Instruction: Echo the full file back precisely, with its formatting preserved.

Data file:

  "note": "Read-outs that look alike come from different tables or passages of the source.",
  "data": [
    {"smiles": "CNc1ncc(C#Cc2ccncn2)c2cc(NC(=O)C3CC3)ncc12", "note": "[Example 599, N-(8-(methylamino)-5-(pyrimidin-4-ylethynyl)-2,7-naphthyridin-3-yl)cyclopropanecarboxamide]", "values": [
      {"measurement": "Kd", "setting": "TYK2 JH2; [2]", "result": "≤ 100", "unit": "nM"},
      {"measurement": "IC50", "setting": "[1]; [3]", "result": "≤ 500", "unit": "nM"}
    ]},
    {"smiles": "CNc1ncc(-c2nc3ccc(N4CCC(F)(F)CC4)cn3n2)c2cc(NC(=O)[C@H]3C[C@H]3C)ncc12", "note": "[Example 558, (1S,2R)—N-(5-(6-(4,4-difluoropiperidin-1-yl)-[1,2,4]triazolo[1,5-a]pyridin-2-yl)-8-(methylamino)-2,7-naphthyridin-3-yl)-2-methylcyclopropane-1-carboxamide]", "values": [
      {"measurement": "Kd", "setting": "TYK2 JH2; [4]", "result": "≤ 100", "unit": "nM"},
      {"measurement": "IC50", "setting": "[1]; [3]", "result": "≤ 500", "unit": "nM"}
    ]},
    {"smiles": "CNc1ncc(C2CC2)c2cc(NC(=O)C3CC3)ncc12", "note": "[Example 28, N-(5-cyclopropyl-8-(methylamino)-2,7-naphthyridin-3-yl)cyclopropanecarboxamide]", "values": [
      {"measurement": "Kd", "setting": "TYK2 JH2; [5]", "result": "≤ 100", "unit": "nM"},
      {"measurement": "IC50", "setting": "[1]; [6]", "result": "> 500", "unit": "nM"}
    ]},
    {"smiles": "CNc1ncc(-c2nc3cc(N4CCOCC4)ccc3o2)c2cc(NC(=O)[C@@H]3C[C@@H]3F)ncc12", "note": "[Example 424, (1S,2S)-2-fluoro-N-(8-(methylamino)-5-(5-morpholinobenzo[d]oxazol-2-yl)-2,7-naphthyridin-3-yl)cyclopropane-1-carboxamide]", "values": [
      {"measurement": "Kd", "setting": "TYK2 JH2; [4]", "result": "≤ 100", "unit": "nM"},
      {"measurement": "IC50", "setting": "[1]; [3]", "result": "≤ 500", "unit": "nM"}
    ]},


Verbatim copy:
  "note": "Read-outs that look alike come from different tables or passages of the source.",
  "data": [
    {"smiles": "CNc1ncc(C#Cc2ccncn2)c2cc(NC(=O)C3CC3)ncc12", "note": "[Example 599, N-(8-(methylamino)-5-(pyrimidin-4-ylethynyl)-2,7-naphthyridin-3-yl)cyclopropanecarboxamide]", "values": [
      {"measurement": "Kd", "setting": "TYK2 JH2; [2]", "result": "≤ 100", "unit": "nM"},
      {"measurement": "IC50", "setting": "[1]; [3]", "result": "≤ 500", "unit": "nM"}
    ]},
    {"smiles": "CNc1ncc(-c2nc3ccc(N4CCC(F)(F)CC4)cn3n2)c2cc(NC(=O)[C@H]3C[C@H]3C)ncc12", "note": "[Example 558, (1S,2R)—N-(5-(6-(4,4-difluoropiperidin-1-yl)-[1,2,4]triazolo[1,5-a]pyridin-2-yl)-8-(methylamino)-2,7-naphthyridin-3-yl)-2-methylcyclopropane-1-carboxamide]", "values": [
      {"measurement": "Kd", "setting": "TYK2 JH2; [4]", "result": "≤ 100", "unit": "nM"},
      {"measurement": "IC50", "setting": "[1]; [3]", "result": "≤ 500", "unit": "nM"}
    ]},
    {"smiles": "CNc1ncc(C2CC2)c2cc(NC(=O)C3CC3)ncc12", "note": "[Example 28, N-(5-cyclopropyl-8-(methylamino)-2,7-naphthyridin-3-yl)cyclopropanecarboxamide]", "values": [
      {"measurement": "Kd", "setting": "TYK2 JH2; [5]", "result": "≤ 100", "unit": "nM"},
      {"measurement": "IC50", "setting": "[1]; [6]", "result": "> 500", "unit": "nM"}
    ]},
    {"smiles": "CNc1ncc(-c2nc3cc(N4CCOCC4)ccc3o2)c2cc(NC(=O)[C@@H]3C[C@@H]3F)ncc12", "note": "[Example 424, (1S,2S)-2-fluoro-N-(8-(methylamino)-5-(5-morpholinobenzo[d]oxazol-2-yl)-2,7-naphthyridin-3-yl)cyclopropane-1-carboxamide]", "values": [
      {"measurement": "Kd", "setting": "TYK2 JH2; [4]", "result": "≤ 100", "unit": "nM"},
      {"measurement": "IC50", "setting": "[1]; [3]", "result": "≤ 500", "unit": "nM"}
    ]},